Digital Economy: EU seeks fair taxation model
The European Commission launching a new EU agenda last week, to ensure the digital economy is taxed in a fair and growth-friendly way. The Communication, adopted by the Commission, set out the challenges Member States face when it comes to acting on what they define a “pressing issue” and outlines potential solutions to be explored.
"Digital firms make vast profits from their millions of users, even if they do not have a physical presence in the EU. We now want to create a level playing field so that all companies active in the EU can compete fairly, irrespective of whether they are operating via the cloud or from brick and mortar premises."
The aim is to ensure a coherent EU approach to taxing the digital economy which supports the Commission's key priorities of completing the Digital Single Market and means a fair and effective tax system would apply to all companies. The move paves the way for a legislative proposal on EU rules for the taxation of profits in the digital economy, as confirmed by President Juncker in the 2017 State of the Union. Those rules could be set out as early as spring 2018.
Andrus Ansip, Vice-President for the Digital Single Market said: “Modern taxation rules are essential to leverage the full potential of the EU's Digital Single Market and to encourage innovation and growth. This means having a modern and sustainable tax framework which provides legal certainty, growth-friendly incentives and a level playing field for all businesses. The EU continues to push for a comprehensive revision of global tax rules to meet the new realities."
The EU believe the current tax framework does not fit with modern realities and the rules in place today were designed for traditional economies. Subsequently the current system does not capture activities which are increasingly based on intangible assets and data. As a result, the effective tax rate of digital companies in the EU is estimated to be half that of traditional companies – and often much less.
At the same time, patchwork unilateral measures by Member States to address the problem threaten to create new obstacles and loopholes in the Single Market. Britain is regarded as a good example of this as it prepares to leave the EU.
The first focus, the EU believe, should be on pushing for a fundamental reform of international tax rules, which would ensure a better link between how value is created and where it is taxed. Member States should converge on a strong and ambitious EU position, so it: “can push for meaningful outcomes in the OECD report to the G20 on this issue next spring.” The Digital Summit in Tallinn will provide an ideal occasion for Member States to define this position at the highest political levels.
Valdis Dombrovskis, Vice-President for the Euro and Social Dialogue said: "There is broad agreement that the growing digitalisation of the economy creates huge economic opportunities. At the same time, our tax systems should evolve to capture new business models while being fair, efficient and future-proof. It's also a question of sustainability of our tax revenues as traditional tax sources come under strain. Not least, it's about maintaining the integrity of the Single Market and avoiding fragmentation by finding common solutions to global challenges."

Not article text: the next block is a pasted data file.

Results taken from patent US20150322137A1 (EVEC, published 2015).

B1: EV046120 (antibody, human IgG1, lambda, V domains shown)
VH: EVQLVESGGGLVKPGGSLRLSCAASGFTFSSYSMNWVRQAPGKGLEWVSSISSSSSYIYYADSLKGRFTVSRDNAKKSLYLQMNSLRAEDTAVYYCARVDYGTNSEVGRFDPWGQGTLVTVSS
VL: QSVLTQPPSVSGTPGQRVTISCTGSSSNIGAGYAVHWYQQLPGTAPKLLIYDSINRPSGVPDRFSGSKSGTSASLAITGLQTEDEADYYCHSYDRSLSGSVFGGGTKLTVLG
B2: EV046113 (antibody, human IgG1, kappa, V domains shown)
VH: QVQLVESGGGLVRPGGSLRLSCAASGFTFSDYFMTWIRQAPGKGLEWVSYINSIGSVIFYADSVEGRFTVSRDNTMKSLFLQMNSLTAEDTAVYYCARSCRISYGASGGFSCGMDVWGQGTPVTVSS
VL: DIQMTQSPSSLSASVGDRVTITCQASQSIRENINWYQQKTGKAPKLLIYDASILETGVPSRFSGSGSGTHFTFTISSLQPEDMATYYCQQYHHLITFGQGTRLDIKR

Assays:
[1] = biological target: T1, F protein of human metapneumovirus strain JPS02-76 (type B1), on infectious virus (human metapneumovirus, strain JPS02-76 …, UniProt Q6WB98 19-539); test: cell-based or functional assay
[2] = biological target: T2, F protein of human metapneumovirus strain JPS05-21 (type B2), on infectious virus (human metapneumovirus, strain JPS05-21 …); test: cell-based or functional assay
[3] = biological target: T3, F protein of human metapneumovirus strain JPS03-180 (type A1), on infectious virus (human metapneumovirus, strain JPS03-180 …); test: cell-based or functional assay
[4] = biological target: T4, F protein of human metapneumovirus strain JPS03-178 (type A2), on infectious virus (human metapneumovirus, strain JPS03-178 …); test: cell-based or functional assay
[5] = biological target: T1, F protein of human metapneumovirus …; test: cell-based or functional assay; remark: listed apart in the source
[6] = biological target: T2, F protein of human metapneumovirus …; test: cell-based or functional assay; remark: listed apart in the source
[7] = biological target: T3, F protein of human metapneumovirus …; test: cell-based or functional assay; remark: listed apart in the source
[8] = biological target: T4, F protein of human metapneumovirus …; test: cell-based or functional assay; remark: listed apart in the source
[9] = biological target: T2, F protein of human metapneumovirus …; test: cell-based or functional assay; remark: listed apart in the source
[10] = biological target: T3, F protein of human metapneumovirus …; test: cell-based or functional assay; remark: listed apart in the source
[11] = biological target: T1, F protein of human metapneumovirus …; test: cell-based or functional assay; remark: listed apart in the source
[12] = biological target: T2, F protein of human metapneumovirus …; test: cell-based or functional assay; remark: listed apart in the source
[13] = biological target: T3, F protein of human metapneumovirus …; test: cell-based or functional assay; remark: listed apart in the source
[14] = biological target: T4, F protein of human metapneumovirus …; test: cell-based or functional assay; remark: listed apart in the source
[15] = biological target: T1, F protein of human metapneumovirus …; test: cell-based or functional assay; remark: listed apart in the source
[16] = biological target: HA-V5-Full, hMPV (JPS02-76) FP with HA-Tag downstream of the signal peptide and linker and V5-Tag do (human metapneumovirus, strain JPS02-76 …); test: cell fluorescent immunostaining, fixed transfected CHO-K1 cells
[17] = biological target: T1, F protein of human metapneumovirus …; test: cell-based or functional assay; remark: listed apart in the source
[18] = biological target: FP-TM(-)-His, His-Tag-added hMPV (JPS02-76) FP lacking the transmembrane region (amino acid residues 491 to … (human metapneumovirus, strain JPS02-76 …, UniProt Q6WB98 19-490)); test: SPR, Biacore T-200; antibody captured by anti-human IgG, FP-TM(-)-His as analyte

In the absence of adequate global progress, the EU believes it should implement its own solutions to taxing the profits of digital economy companies.
The Communication outlines the Commission's long term strategy, as well as some of the short term solutions which have been discussed at EU and international level to date. The Common Consolidated Corporate Tax Base (CCCTB) in particular offers a good basis to address the key challenges and provide a sustainable, robust and fair framework for taxing all large businesses in the future. As this proposal is currently being discussed, digital taxation could easily be included in the scope of the final agreed rules. However, short term 'quick fixes' such as a targeted turnover tax and an EU-wide advertising tax will also be assessed.
Pierre Moscovici, Commissioner for Economic and Financial Affairs, Taxation and Customs said: "The goal of this Commission has always been to ensure that companies pay their fair share of tax where they generate profits. Digital firms make vast profits from their millions of users, even if they do not have a physical presence in the EU. We now want to create a level playing field so that all companies active in the EU can compete fairly, irrespective of whether they are operating via the cloud or from brick and mortar premises."
The Estonian Presidency will continue working on these issues with a view to having clear and ambitious Council conclusions by the end of the 2017. These conclusions should act as the EU contribution to international discussions on digital taxation, and lay the basis for future work in the Single Market. In the meantime, the Commission will continue to analyse the policy options and consult with relevant stakeholders and industry representatives.
"This means having a modern and sustainable tax framework which provides legal certainty, growth-friendly incentives and a level playing field for all businesses. The EU continues to push for a comprehensive revision of global tax rules to meet the new realities."
The Commission awaits the OECD's report to the G20 in spring 2018, which may set out appropriate and meaningful solutions to taxing the digital economy at the international level and which can be integrated into the upcoming Commission proposal for binding rules in the EU's Single Market.
The EU has made clear that, even this is not the case, they will be ready to present an original legislative proposal to ensure a fair, effective and competitive tax framework for the Digital Single Market.